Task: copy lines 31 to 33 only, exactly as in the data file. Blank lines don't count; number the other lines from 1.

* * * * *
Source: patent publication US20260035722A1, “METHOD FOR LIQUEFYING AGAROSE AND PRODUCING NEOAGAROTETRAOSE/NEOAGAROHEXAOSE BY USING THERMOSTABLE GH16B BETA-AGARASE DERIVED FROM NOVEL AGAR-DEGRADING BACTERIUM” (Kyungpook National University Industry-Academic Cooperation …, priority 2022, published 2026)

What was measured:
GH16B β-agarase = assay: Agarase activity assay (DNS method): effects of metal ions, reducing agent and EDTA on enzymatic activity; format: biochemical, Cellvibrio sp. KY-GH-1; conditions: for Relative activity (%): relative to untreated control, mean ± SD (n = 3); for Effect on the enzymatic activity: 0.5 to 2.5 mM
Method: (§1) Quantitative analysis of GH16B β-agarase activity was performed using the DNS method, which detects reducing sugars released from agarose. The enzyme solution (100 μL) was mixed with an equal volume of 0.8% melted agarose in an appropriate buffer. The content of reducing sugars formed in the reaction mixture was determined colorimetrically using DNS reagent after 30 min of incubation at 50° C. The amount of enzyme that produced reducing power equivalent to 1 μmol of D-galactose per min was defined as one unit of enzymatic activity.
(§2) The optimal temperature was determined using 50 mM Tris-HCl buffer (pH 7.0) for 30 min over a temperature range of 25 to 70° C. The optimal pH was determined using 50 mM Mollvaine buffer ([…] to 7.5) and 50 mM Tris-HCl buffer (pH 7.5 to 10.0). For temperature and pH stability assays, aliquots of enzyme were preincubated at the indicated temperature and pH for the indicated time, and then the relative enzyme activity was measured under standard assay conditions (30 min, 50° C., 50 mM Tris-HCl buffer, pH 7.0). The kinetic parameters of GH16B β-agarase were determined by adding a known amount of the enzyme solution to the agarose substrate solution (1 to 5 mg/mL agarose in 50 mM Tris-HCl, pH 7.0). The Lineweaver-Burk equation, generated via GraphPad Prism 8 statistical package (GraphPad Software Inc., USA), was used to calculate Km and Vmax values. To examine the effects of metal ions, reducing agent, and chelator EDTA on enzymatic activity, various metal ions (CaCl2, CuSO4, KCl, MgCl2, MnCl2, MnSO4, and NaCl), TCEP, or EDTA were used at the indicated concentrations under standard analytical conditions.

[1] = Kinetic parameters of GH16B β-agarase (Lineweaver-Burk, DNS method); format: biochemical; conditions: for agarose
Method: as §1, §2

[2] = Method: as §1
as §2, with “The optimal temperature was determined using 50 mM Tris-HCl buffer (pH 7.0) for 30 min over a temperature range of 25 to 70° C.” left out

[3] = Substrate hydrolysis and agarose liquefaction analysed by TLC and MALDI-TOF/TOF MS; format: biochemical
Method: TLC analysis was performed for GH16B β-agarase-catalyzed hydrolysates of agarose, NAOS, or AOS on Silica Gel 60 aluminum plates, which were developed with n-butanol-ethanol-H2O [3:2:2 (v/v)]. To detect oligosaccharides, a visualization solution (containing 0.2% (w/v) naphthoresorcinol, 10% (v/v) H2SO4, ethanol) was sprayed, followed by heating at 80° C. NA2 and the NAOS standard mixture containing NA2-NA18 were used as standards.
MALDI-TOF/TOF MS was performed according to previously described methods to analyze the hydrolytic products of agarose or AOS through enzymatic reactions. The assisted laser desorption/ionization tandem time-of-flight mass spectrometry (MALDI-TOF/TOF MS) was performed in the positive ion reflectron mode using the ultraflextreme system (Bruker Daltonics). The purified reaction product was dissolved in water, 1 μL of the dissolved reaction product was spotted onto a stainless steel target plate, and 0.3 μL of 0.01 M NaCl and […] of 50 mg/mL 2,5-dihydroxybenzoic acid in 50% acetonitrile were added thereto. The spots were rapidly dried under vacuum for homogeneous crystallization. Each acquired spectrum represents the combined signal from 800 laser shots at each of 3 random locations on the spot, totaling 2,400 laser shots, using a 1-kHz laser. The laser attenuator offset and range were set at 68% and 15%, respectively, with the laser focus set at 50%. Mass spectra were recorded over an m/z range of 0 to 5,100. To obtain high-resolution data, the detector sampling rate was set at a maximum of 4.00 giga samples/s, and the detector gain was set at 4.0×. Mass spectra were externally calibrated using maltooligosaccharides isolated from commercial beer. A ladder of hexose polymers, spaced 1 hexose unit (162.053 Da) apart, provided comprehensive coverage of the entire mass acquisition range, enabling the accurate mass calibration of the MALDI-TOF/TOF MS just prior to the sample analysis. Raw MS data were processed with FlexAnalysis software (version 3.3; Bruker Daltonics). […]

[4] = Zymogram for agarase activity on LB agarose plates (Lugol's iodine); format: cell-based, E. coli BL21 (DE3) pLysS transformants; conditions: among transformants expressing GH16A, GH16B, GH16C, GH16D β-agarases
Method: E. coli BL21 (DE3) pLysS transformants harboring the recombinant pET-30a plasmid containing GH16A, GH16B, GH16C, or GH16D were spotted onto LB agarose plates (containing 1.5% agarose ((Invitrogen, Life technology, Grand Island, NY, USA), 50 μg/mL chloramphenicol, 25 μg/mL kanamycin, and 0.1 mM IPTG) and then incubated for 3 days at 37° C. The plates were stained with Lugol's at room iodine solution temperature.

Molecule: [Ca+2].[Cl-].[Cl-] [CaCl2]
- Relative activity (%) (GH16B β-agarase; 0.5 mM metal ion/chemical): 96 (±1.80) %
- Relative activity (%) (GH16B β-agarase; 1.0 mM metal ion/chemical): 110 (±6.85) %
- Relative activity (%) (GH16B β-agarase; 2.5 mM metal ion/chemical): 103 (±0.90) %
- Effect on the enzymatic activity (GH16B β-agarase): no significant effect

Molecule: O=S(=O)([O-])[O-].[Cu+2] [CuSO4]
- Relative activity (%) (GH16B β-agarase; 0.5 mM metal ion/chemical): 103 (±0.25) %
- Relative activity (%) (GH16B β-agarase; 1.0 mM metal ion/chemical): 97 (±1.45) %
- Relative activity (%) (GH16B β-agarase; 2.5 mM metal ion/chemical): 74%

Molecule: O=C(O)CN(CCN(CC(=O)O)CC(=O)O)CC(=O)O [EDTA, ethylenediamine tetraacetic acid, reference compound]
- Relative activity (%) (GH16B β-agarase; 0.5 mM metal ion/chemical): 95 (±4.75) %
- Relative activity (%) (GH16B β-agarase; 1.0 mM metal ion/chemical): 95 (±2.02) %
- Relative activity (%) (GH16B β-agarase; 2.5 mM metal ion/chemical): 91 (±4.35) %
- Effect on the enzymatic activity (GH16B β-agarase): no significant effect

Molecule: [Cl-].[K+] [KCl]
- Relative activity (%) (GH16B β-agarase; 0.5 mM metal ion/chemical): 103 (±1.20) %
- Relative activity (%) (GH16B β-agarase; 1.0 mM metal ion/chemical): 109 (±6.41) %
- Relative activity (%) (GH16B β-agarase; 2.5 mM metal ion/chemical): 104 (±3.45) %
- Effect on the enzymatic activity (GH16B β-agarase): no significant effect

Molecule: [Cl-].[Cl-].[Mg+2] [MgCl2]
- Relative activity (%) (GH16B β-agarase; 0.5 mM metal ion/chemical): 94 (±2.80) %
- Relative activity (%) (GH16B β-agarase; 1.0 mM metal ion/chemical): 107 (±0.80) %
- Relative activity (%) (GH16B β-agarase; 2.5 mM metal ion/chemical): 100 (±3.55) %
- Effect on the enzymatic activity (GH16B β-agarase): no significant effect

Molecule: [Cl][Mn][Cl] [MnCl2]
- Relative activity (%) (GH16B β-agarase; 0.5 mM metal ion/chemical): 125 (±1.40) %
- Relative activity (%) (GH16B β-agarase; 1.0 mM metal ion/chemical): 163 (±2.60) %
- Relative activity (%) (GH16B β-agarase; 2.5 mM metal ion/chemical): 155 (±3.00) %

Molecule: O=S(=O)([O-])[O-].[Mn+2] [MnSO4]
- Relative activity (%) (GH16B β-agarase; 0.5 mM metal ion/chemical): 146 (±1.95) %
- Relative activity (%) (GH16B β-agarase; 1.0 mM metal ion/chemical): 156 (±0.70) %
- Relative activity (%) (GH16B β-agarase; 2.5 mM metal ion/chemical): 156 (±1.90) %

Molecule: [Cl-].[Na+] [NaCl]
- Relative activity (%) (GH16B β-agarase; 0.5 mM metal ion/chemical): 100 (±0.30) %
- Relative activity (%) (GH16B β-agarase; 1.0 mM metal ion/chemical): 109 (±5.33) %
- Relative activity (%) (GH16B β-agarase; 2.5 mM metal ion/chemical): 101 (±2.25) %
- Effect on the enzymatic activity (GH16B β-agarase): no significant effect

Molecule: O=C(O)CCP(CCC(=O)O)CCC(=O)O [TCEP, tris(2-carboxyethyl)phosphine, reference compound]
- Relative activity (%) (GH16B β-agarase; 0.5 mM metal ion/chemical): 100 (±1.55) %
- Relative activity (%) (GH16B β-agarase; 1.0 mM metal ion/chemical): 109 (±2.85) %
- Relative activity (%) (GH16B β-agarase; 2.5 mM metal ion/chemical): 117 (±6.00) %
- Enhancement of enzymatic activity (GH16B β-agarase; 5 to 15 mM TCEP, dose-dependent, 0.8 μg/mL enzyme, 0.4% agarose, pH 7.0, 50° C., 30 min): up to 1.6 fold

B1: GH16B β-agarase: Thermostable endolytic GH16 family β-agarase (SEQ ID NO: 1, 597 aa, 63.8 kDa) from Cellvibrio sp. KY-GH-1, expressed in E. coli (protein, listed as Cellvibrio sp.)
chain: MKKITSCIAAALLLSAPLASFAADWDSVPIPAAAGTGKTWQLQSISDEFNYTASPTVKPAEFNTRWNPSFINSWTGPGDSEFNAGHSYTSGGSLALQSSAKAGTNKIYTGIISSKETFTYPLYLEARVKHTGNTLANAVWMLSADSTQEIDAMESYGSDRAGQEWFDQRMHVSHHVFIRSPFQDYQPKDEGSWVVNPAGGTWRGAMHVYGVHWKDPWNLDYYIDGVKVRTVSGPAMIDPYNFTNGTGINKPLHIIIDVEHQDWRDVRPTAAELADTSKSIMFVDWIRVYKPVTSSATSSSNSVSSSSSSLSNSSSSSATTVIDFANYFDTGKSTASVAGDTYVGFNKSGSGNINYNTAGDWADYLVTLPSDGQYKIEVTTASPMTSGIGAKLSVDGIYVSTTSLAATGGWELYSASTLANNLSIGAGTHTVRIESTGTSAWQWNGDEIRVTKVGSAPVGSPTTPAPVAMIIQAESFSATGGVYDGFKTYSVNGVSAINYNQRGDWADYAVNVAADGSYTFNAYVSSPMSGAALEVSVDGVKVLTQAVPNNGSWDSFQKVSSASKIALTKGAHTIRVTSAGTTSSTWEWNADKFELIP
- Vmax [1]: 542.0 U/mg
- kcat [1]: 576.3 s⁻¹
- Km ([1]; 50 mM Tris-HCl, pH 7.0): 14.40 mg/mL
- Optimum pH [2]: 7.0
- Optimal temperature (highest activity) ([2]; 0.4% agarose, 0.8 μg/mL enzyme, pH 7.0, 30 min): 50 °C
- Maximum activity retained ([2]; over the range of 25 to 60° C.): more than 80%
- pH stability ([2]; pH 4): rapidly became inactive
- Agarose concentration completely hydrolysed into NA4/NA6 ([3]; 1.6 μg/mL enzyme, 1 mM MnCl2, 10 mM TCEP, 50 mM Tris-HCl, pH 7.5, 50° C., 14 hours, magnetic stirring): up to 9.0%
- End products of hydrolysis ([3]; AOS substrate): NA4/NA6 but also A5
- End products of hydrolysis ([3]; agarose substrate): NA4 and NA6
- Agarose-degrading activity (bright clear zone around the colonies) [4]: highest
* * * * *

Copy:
- Relative activity (%) (GH16B β-agarase; 1.0 mM metal ion/chemical): 109 (±6.41) %
- Relative activity (%) (GH16B β-agarase; 2.5 mM metal ion/chemical): 104 (±3.45) %
- Effect on the enzymatic activity (GH16B β-agarase): no significant effect